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Biggest Loser Wipe-off Boards Help You Plan for Healthy Eating and Fitness

When you think weight loss you think food and when you think food you think kitchen and when you think kitchen you think refrigerator. So what better place to visually keep yourself on track than with a meal planner right on the front of your refrigerator? The new Biggest Loser White Boards from Expo do just that.

I’m a big proponent of this tactic, and have shared here the benefits of weekly meal plans. You’ll save calories, money and time that you can’t afford to lose. I personally use a tear-off pad with seven spaces that stays on the front of the refrigerator and revise it each Sunday.

So in that spirit, these new wipe-off boards from Biggest Loser and Expo could be just one more simple (and affordable) tool to eliminate the excuses and start holding ourselves accountable for making healthier decisions.
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Google Health Launches New Design and Health Tools

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As if Google hasn’t cornered the Internet market on just about everything, one of its many children, Google Health, just enjoyed a serious makeover, making it one of the most comprehensive and integrated online health tracking tools ever.

In the past, Google Health allowed you to store and track your own health information online, but its recent partnerships with CardioTrainer and FitBit add more texture and tools to anyone wanting to stay more accountable of their health.

CardioTrainer is a a mobile app for tracking fitness activity and weight loss and FitBit is a wearable device that tracks not only how many calories you consumed at lunch, but also how many steps it took you to walk from your car to your office and how many minutes it took you to fall asleep.
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A Snapshot of American Dieters: Are We Misguided in Our Efforts to Lose Weight?

Mary Hartley, RD, MPH, is the director of nutrition for Calorie Count, providing domain expertise on issues related to nutrition, weight loss and health. She creates original content for weekly blogs and newsletters, for the Calorie Count library, and for her popular daily Question-and-Answer section, Ask Mary. Ms. Hartley also furnishes direction for the site features and for product development.

At this point in time, 70 percent of American adults are trying to lose weight. That’s what the International Food Information Council Foundation (IFIC) found in its 2010 Food & Health Survey. IFIC is dedicated to communicating science-based information on nutrition for the public good. It is a not-for-profit foundation that does not lobby for political causes or corporate interests. They surveyed about 1,000 American adults for the fifth year in a row.

Trying to Lose Weight
It makes sense that 70 percent of Americans are trying to lose weight. Data from the Centers for Disease Control (CDC) shows that 65 percent of America’s adults are overweight or obese by Body Mass Index (BMI). At least we know we’re overweight, and we deserve some credit for that.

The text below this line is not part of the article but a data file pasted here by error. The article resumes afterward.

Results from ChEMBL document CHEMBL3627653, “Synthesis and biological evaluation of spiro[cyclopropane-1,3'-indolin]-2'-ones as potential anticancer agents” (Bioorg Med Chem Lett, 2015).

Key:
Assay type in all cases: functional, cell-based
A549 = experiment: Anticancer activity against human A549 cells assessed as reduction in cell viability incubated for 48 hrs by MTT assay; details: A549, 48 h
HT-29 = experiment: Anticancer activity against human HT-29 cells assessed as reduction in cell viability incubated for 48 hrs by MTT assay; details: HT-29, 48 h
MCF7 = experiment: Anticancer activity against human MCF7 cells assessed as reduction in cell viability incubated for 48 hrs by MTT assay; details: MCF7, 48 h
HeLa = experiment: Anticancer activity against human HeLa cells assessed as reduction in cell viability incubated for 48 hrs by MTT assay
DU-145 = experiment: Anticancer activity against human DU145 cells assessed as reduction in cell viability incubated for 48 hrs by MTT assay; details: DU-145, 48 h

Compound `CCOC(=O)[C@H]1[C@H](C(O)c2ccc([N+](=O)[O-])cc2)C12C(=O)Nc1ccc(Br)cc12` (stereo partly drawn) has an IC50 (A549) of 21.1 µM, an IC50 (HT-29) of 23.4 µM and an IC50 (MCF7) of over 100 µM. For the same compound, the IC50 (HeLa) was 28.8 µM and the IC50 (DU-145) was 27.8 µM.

But here’s the problem: despite our best efforts, we are not giving weight loss our best shot. Weight loss is still a matter of calories-in vs. calories-out and calorie control is the way to see results. More calories in than out and you’ll gain. More calories out than in and you’ll lose. The Food and Drug Administration’s (FDA) Obesity Working Group (OWG) recommends a “calories count” focus for its messages because of the importance of calories in weight control.  
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Calorie Counting, Social Support Key to Weight Loss

A recent study published in the New England Journal of Medicine examined how different percentages of fat, protein and carbohydrate affect weight loss in individuals consuming the same numbers of calories. In the study, 811 overweight adults were randomly assigned to one of four diets: high fat and high protein, high fat and average protein, low fat and high protein, or low fat and average protein. Each diet totaled at least 1,200 calories and fell within the guidelines for cardiovascular health. The dieters were encouraged to exercise at least 90 minutes a day, in addition to being offered individual counseling every eight weeks and group counseling several times a month.
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Chili’s Ultimate Stacked Burger Calories Make it the Ultimate Gluttonous Choice

Dining out can be a fun way to socialize, but it can also be a gastronomic disaster if you’re not careful. In this past year we’ve seen restaurants trend toward the ultimate calorie and sodium shock factors, first with the KFC Double Down (more like double over) and now with the Chili’s Ultimate Stacked Burger.

The Chili’s burger advertises “two big mouth burger patties stacked a mile-high with melted American cheese, mayo, applewood smoked bacon, pickles, lettuce, tomato, and crispy onion strings.” In this description alone we can translate that the burger contains a total overload of fat, cholesterol, and sodium. If you were making a burger at home, it would not look like this. The size of this burger is unrealistic and raises the “unhealthy” ingredients to out of control.
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